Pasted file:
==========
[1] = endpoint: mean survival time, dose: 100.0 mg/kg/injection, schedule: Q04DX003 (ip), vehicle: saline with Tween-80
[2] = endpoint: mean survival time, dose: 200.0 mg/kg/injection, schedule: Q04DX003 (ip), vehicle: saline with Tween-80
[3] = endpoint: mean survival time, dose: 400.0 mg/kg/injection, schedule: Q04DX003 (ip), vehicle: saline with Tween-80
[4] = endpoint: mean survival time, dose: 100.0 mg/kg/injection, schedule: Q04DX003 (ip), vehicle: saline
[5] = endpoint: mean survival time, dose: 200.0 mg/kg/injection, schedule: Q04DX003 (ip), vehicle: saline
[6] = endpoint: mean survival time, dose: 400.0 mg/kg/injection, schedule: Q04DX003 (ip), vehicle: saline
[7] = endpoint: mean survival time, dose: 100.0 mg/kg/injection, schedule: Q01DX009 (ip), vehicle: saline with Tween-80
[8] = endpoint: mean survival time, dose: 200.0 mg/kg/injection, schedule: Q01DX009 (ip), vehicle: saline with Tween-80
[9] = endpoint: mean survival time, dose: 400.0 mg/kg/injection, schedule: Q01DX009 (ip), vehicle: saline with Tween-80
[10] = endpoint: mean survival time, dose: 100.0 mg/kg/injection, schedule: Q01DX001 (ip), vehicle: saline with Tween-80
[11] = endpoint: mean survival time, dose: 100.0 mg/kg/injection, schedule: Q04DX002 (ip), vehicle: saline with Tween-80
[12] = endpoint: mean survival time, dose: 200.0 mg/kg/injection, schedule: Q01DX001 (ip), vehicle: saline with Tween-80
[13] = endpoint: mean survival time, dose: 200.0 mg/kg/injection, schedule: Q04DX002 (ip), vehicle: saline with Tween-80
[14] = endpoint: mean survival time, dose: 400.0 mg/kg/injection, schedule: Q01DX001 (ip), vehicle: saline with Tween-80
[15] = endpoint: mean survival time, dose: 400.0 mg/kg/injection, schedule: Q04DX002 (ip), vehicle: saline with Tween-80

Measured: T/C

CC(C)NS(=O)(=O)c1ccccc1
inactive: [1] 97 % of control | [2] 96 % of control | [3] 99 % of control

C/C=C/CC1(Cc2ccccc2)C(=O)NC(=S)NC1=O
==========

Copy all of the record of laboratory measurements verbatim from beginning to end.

[1] = endpoint: mean survival time, dose: 100.0 mg/kg/injection, schedule: Q04DX003 (ip), vehicle: saline with Tween-80
[2] = endpoint: mean survival time, dose: 200.0 mg/kg/injection, schedule: Q04DX003 (ip), vehicle: saline with Tween-80
[3] = endpoint: mean survival time, dose: 400.0 mg/kg/injection, schedule: Q04DX003 (ip), vehicle: saline with Tween-80
[4] = endpoint: mean survival time, dose: 100.0 mg/kg/injection, schedule: Q04DX003 (ip), vehicle: saline
[5] = endpoint: mean survival time, dose: 200.0 mg/kg/injection, schedule: Q04DX003 (ip), vehicle: saline
[6] = endpoint: mean survival time, dose: 400.0 mg/kg/injection, schedule: Q04DX003 (ip), vehicle: saline
[7] = endpoint: mean survival time, dose: 100.0 mg/kg/injection, schedule: Q01DX009 (ip), vehicle: saline with Tween-80
[8] = endpoint: mean survival time, dose: 200.0 mg/kg/injection, schedule: Q01DX009 (ip), vehicle: saline with Tween-80
[9] = endpoint: mean survival time, dose: 400.0 mg/kg/injection, schedule: Q01DX009 (ip), vehicle: saline with Tween-80
[10] = endpoint: mean survival time, dose: 100.0 mg/kg/injection, schedule: Q01DX001 (ip), vehicle: saline with Tween-80
[11] = endpoint: mean survival time, dose: 100.0 mg/kg/injection, schedule: Q04DX002 (ip), vehicle: saline with Tween-80
[12] = endpoint: mean survival time, dose: 200.0 mg/kg/injection, schedule: Q01DX001 (ip), vehicle: saline with Tween-80
[13] = endpoint: mean survival time, dose: 200.0 mg/kg/injection, schedule: Q04DX002 (ip), vehicle: saline with Tween-80
[14] = endpoint: mean survival time, dose: 400.0 mg/kg/injection, schedule: Q01DX001 (ip), vehicle: saline with Tween-80
[15] = endpoint: mean survival time, dose: 400.0 mg/kg/injection, schedule: Q04DX002 (ip), vehicle: saline with Tween-80

Measured: T/C

CC(C)NS(=O)(=O)c1ccccc1
inactive: [1] 97 % of control | [2] 96 % of control | [3] 99 % of control

C/C=C/CC1(Cc2ccccc2)C(=O)NC(=S)NC1=O